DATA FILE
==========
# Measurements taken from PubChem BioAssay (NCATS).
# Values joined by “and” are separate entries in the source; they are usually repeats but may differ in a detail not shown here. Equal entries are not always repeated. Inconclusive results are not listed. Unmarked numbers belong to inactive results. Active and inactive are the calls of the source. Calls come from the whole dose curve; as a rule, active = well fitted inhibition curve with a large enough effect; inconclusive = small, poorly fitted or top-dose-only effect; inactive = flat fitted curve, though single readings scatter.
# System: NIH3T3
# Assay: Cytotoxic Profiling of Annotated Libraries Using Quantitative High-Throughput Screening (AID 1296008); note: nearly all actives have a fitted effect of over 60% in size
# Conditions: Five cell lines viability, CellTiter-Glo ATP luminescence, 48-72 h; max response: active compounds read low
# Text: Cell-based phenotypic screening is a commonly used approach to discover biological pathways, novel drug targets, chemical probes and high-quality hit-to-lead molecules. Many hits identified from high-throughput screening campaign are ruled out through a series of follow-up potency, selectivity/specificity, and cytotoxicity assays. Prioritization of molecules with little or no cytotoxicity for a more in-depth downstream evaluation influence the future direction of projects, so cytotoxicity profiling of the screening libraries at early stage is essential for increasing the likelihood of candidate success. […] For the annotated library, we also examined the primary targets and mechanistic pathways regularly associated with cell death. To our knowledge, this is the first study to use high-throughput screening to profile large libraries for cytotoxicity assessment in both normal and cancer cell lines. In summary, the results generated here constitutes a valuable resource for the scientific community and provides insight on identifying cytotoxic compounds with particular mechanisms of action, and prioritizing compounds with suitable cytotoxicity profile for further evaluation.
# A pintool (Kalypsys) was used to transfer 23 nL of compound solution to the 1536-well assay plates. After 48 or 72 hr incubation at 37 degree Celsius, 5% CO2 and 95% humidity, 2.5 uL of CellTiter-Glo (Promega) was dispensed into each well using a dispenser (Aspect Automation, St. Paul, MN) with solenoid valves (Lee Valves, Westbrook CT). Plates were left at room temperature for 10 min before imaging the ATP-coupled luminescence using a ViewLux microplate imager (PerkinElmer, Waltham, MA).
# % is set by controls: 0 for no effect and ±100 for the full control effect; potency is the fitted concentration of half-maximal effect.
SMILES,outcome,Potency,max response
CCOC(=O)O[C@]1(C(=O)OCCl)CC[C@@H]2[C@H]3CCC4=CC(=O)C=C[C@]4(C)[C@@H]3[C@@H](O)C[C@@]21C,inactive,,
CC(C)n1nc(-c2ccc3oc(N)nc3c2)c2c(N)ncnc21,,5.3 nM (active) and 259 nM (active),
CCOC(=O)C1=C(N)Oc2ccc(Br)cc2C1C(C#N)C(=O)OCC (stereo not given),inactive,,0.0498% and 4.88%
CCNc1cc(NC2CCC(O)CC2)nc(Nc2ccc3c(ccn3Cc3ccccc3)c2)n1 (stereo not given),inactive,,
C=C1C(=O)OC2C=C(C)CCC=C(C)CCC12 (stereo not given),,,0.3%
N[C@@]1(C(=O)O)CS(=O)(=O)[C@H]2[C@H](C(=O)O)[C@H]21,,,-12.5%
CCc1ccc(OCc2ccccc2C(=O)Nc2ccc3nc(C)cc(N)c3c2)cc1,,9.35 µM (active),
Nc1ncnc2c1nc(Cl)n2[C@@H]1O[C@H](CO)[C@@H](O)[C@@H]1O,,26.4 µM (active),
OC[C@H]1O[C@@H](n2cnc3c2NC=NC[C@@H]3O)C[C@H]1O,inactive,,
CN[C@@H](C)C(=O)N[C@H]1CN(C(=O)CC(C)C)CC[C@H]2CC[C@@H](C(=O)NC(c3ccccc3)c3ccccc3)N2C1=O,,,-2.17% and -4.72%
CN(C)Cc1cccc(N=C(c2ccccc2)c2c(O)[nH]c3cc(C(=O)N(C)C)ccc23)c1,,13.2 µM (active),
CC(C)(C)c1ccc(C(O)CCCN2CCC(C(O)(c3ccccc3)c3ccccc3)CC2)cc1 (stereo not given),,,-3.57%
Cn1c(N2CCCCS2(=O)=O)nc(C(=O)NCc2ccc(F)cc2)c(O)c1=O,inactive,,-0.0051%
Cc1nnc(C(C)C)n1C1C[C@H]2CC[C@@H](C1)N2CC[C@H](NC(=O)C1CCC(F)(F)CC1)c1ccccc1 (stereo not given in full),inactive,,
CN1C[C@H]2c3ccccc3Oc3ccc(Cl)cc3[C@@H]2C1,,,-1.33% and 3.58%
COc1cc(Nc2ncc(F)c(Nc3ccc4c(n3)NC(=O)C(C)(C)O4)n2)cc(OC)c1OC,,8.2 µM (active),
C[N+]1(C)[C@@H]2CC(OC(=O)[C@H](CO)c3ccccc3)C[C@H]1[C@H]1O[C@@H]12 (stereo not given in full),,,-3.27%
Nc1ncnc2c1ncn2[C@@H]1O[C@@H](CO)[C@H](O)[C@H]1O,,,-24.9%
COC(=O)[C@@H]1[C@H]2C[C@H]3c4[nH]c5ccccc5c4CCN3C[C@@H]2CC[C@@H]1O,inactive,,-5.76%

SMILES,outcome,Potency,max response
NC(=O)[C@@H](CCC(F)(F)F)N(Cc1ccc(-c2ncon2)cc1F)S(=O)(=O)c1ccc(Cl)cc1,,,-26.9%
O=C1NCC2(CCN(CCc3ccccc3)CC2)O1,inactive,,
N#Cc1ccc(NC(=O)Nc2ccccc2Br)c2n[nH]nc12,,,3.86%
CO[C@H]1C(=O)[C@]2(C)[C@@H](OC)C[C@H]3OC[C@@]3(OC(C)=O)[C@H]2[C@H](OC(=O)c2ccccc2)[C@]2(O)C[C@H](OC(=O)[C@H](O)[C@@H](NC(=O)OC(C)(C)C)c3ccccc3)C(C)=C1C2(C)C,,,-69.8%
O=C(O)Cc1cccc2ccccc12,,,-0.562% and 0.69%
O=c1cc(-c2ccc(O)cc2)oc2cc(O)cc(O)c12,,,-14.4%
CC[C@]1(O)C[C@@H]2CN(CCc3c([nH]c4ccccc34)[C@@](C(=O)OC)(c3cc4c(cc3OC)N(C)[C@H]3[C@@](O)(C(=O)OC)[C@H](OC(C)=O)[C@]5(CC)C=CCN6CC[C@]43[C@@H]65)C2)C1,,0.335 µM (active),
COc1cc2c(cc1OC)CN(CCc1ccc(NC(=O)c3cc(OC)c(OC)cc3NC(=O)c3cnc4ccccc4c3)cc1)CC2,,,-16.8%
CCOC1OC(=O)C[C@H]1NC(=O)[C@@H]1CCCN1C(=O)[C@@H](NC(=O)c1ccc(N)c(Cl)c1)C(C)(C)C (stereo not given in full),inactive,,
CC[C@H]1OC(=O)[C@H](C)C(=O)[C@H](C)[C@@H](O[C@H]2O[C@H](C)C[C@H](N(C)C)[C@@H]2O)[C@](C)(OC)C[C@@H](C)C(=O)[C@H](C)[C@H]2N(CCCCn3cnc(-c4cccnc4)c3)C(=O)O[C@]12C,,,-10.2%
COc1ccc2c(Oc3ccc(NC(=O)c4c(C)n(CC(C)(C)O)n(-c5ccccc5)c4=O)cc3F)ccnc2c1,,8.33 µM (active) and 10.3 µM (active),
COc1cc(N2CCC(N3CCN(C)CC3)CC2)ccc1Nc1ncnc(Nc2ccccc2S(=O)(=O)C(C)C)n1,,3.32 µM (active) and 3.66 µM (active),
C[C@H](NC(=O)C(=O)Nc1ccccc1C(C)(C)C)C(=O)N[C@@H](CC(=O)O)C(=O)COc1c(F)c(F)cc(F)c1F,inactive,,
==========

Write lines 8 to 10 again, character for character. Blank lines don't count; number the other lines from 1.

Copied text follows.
# % is set by controls: 0 for no effect and ±100 for the full control effect; potency is the fitted concentration of half-maximal effect.
SMILES,outcome,Potency,max response
CCOC(=O)O[C@]1(C(=O)OCCl)CC[C@@H]2[C@H]3CCC4=CC(=O)C=C[C@]4(C)[C@@H]3[C@@H](O)C[C@@]21C,inactive,,